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Homework Help: Specific heat capacity question

  1. Nov 30, 2011 #1
    1. The problem statement, all variables and given/known data
    1. When a car brakes, an amount of thermal energy equal to 112500J is generated in the brake drums. If the mass of the brake drums is 28 kg and their specific heat capacity is 460.5 Jkg^-1K^-1?
    2. A piece of iron of mass 200g and temperature 300°C is dropped into 1.00kg of water of temperature 20°C. What will be the eventual temperature of the water? Specific Heat Capacity of iron is 450Jkg^-1 K^-1, water 4200Jkg^-1 K^-1

    2. Relevant equations
    • Q=m c delta t
    • Q=c detla t

    3. The attempt at a solution
    1. (112500/28)/460.5 = 8.7 °C
    2. (4200+450)/(300+20)=14.53°C

    I am 99% sure that I got the first one right, however I don't think the second one is right because no one knew exactly how to do that one from my class. Could you guys steer me in the right direction :) ?
    Last edited: Nov 30, 2011
  2. jcsd
  3. Nov 30, 2011 #2
    re 2 your work is not correct.

    use conservation of energy

    energy given out by iron = energy gained by water
  4. Nov 30, 2011 #3
    You have misprinted 1125000 as 112500 in your calculation
  5. Nov 30, 2011 #4
    @technician Oh, sorry 'bout that.
    @grzz Don't I like need to know the final temperature of water to calculate this? If not, which equation should I use?
  6. Nov 30, 2011 #5
    You do not know the final temp of the water but you do know that the iron and water do end up at the same temp.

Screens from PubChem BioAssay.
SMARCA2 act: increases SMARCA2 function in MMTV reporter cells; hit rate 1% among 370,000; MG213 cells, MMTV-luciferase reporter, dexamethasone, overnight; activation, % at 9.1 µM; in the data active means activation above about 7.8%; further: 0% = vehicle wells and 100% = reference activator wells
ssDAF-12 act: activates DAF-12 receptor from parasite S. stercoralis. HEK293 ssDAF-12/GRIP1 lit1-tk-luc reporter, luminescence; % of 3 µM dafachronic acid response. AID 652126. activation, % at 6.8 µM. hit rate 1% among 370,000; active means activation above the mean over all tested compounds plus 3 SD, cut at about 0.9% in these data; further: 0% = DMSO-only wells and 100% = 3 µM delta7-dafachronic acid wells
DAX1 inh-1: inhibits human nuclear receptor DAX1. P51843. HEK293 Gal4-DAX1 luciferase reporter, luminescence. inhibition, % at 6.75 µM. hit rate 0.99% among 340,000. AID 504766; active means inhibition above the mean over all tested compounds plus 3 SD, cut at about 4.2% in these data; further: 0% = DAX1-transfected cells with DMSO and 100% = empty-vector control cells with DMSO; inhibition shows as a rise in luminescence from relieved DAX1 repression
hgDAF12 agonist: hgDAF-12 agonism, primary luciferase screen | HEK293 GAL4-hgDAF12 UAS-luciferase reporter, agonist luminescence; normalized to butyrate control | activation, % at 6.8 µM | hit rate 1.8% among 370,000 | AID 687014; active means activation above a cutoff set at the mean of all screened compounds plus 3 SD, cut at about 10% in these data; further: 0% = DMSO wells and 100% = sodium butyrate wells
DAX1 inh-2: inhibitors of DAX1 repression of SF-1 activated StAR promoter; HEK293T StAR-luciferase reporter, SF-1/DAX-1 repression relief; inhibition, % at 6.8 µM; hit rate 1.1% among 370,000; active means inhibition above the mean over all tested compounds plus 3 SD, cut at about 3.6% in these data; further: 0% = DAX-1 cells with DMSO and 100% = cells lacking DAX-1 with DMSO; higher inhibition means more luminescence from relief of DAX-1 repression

write an expression for the heat energy given up by the iron and an equation for the heat energy gained by the water.
    These should be equal (ignoring heat losses) and you should find the only unknown quantity is the final temperature.... (call it ∅)
    This is using conservation of energy
  7. Nov 30, 2011 #6
    And lastly, whenever you do problems of this nature where two things with differing temperatures are mixed (no chemical reaction of course), the final temperature is ALWAYS somewhere between the temperatures of the two mixing constituents..
  8. Nov 30, 2011 #7
    What about this?

    Which makes it 58.125°C
    Is this correct?
  9. Nov 30, 2011 #8
    Use H = m x C x Δ∅ and put the numbers in for the iron
    Then use the same expression with the appropriate numbers for water ....Δ∅ ... is the difficult bit !!!!
    Make these equal and see if you can get the final temp....∅
  10. Nov 30, 2011 #9
    Would it be something around 36°C? I really can't find the change in temperature part in the equation...
  11. Dec 1, 2011 #10
    Let Tmix be the final temperature of the mixture.

    Heat lost by the iron = massiron * specific heat iron * (Tinitial - Tmix)
    Heat gained by water = masswater * specific heat water * (Tmix - Twater)

    Equate the above and solve for Tmix.
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